Dear Apple: Please Stop Selling the F'ing 16GB →

John Gruber:

I also understand the product marketing angle. That there are a lot of people who will look at the 16 GB models, see that they can get four times the storage for just $100 more, and buy the 64 GB model instead — when they would’ve bought the base model if it were 32 GB. I get it. There’s no doubt in my mind it’s good short-term business sense to go with a 16/64/128 lineup instead of 32/64/128. But Apple is not a short-term business. They’re a long-term business, built on a relationship of trust with repeat customers. 16 GB iPads work against the foundation of Apple’s brand, which is that they only make good products.

Apple has long used three-tier pricing structures within individual product categories. They often used to label them “Good”, “Better”, and “Best”. Now, with these 16 GB entry-level devices, it’s more like “Are you sure?”, “Better”, and “Best”.

Using the 16GB as a decoy price to make the 64GB more attractive is a great business strategy, but this only hurts customers and Apple in the longrun.

The biggest reason why people don't upgrade their iOS is because they don't have enough space on their devices and they have no idea how to manage it. Telling them, "just install via iTunes" is not enough. I know a lot of people that have never synced their devices with a PC. In fact, in many cases, they don't even have a PC to sync with in the first place. So what do they do? They don't upgrade. Ever.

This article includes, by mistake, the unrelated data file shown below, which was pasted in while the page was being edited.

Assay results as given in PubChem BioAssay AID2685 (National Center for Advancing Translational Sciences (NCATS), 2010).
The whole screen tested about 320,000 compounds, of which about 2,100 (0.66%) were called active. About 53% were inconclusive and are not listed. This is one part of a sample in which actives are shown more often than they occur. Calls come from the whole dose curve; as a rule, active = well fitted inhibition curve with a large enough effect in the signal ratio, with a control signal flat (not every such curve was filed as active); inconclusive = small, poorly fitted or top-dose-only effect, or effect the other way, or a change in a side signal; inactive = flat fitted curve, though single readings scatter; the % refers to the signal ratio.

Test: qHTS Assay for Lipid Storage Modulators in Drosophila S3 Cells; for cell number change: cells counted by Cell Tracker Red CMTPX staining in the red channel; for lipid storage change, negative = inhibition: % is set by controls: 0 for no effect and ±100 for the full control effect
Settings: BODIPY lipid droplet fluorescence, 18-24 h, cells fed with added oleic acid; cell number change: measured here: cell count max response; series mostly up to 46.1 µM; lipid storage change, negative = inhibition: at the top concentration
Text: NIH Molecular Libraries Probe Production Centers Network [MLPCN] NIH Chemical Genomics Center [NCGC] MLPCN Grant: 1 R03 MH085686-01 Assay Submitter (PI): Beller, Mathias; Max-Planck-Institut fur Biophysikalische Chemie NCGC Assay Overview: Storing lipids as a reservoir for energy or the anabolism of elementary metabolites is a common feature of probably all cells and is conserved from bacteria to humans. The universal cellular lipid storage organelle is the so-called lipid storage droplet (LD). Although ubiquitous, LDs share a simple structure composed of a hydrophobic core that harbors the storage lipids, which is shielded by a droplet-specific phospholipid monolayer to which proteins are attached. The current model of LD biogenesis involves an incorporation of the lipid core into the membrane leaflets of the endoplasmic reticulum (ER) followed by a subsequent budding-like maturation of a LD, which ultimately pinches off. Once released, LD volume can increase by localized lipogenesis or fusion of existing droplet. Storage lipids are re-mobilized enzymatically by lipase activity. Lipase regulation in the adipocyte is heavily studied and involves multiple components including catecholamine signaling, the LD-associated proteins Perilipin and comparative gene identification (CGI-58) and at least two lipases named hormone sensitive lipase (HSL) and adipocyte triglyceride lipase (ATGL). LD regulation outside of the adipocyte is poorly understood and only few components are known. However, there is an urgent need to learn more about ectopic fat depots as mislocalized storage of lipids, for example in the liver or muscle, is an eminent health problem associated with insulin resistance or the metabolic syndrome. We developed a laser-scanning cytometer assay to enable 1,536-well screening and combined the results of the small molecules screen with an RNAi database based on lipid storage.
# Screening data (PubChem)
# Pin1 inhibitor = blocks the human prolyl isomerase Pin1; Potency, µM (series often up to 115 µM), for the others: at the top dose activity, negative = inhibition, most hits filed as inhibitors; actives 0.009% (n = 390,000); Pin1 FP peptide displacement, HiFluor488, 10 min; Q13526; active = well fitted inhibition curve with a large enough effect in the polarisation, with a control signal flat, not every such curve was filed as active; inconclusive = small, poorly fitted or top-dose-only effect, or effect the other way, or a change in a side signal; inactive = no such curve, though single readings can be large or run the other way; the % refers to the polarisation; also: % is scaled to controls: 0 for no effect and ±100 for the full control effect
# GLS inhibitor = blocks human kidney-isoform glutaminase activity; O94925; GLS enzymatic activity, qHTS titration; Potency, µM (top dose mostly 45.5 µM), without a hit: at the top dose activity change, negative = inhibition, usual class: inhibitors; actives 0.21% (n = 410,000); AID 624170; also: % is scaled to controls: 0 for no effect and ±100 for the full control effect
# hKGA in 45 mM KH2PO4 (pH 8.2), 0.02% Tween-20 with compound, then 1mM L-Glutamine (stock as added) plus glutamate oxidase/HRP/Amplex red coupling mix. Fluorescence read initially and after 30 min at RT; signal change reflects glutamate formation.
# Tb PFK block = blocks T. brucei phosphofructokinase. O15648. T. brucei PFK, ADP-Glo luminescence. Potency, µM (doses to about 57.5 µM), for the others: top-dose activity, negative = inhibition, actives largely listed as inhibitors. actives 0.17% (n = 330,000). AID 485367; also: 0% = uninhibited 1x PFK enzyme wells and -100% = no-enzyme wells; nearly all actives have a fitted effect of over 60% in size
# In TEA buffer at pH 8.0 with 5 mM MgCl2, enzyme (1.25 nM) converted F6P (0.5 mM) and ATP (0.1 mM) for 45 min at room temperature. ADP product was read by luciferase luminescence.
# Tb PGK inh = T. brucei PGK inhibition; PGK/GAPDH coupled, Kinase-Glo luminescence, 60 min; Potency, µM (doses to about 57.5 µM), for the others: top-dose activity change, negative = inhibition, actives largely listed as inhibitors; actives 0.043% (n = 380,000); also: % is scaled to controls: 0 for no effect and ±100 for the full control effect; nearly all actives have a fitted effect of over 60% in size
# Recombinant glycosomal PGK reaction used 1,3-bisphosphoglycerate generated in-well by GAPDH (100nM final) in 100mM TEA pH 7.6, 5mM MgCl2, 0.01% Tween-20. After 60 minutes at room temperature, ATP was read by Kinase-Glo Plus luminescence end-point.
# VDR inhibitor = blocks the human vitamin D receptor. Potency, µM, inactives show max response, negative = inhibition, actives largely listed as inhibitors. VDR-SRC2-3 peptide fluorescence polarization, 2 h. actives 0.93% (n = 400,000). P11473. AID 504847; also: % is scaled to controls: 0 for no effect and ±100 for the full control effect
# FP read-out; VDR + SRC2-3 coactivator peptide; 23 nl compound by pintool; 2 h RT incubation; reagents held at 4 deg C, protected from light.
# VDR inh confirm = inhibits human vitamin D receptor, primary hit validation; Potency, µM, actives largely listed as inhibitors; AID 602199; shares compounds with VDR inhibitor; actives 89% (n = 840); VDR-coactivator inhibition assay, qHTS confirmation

The negative effects only grow from there. This Apple ecosystem becomes fragmented for developers because customers are spread out across different versions. This gives customers a fragmented experience because they have multiple Apple devices running different versions and can't take advantage of the killer integrations.

This is the exact opposite of Apple's "it just works" mantra.

Seriously, Apple. Don't turn into the greedy consumer electronics company that Apple-haters say you are. Don't sacrifice the ecosystem and user experience just to make more money in the short-term.

Customers like me are loyal to you for a reason. Please don't fuck it up.

Tech I Couldn't Live Without in 2013

As part of my annual tradition, here is a list of my favorite apps, services, and tech products that I used throughout 2013.

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Tech I Couldn't Live Without in 2012